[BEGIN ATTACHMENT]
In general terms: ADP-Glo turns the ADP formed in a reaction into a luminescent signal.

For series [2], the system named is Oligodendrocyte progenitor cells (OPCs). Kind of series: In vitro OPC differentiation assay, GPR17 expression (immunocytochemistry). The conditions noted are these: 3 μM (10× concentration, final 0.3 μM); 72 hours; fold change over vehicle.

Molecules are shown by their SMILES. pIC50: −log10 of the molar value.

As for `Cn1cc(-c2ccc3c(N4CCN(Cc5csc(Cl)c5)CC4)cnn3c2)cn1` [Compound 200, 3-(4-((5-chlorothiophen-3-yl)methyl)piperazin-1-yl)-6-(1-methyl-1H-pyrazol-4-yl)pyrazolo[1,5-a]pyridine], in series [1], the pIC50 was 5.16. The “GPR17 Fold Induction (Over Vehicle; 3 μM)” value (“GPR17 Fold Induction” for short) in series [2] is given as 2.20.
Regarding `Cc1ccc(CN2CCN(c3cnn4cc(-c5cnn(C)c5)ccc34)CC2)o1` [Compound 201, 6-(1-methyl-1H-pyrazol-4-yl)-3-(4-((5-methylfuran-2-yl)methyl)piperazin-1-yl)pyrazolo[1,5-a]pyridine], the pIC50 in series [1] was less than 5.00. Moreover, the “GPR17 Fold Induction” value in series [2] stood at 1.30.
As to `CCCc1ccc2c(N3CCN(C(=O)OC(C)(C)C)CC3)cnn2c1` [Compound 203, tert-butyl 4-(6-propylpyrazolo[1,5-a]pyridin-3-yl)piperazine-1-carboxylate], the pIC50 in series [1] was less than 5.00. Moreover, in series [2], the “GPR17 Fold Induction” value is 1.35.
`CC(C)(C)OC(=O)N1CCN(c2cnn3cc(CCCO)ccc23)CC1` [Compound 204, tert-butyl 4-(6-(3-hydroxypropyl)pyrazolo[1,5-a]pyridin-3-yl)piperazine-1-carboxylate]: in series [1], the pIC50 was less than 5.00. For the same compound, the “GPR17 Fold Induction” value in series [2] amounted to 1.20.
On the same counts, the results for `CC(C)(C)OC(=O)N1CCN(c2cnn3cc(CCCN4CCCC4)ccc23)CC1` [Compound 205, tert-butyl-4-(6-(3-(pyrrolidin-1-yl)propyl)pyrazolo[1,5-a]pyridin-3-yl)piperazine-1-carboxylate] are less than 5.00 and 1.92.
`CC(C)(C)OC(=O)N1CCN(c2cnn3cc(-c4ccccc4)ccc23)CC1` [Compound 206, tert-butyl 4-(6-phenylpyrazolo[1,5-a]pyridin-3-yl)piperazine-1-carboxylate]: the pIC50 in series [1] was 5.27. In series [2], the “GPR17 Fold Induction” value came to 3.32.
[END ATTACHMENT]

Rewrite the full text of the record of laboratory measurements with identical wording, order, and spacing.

In general terms: ADP-Glo turns the ADP formed in a reaction into a luminescent signal.

For series [2], the system named is Oligodendrocyte progenitor cells (OPCs). Kind of series: In vitro OPC differentiation assay, GPR17 expression (immunocytochemistry). The conditions noted are these: 3 μM (10× concentration, final 0.3 μM); 72 hours; fold change over vehicle.

Molecules are shown by their SMILES. pIC50: −log10 of the molar value.

As for `Cn1cc(-c2ccc3c(N4CCN(Cc5csc(Cl)c5)CC4)cnn3c2)cn1` [Compound 200, 3-(4-((5-chlorothiophen-3-yl)methyl)piperazin-1-yl)-6-(1-methyl-1H-pyrazol-4-yl)pyrazolo[1,5-a]pyridine], in series [1], the pIC50 was 5.16. The “GPR17 Fold Induction (Over Vehicle; 3 μM)” value (“GPR17 Fold Induction” for short) in series [2] is given as 2.20.
Regarding `Cc1ccc(CN2CCN(c3cnn4cc(-c5cnn(C)c5)ccc34)CC2)o1` [Compound 201, 6-(1-methyl-1H-pyrazol-4-yl)-3-(4-((5-methylfuran-2-yl)methyl)piperazin-1-yl)pyrazolo[1,5-a]pyridine], the pIC50 in series [1] was less than 5.00. Moreover, the “GPR17 Fold Induction” value in series [2] stood at 1.30.
As to `CCCc1ccc2c(N3CCN(C(=O)OC(C)(C)C)CC3)cnn2c1` [Compound 203, tert-butyl 4-(6-propylpyrazolo[1,5-a]pyridin-3-yl)piperazine-1-carboxylate], the pIC50 in series [1] was less than 5.00. Moreover, in series [2], the “GPR17 Fold Induction” value is 1.35.
`CC(C)(C)OC(=O)N1CCN(c2cnn3cc(CCCO)ccc23)CC1` [Compound 204, tert-butyl 4-(6-(3-hydroxypropyl)pyrazolo[1,5-a]pyridin-3-yl)piperazine-1-carboxylate]: in series [1], the pIC50 was less than 5.00. For the same compound, the “GPR17 Fold Induction” value in series [2] amounted to 1.20.
On the same counts, the results for `CC(C)(C)OC(=O)N1CCN(c2cnn3cc(CCCN4CCCC4)ccc23)CC1` [Compound 205, tert-butyl-4-(6-(3-(pyrrolidin-1-yl)propyl)pyrazolo[1,5-a]pyridin-3-yl)piperazine-1-carboxylate] are less than 5.00 and 1.92.
`CC(C)(C)OC(=O)N1CCN(c2cnn3cc(-c4ccccc4)ccc23)CC1` [Compound 206, tert-butyl 4-(6-phenylpyrazolo[1,5-a]pyridin-3-yl)piperazine-1-carboxylate]: the pIC50 in series [1] was 5.27. In series [2], the “GPR17 Fold Induction” value came to 3.32.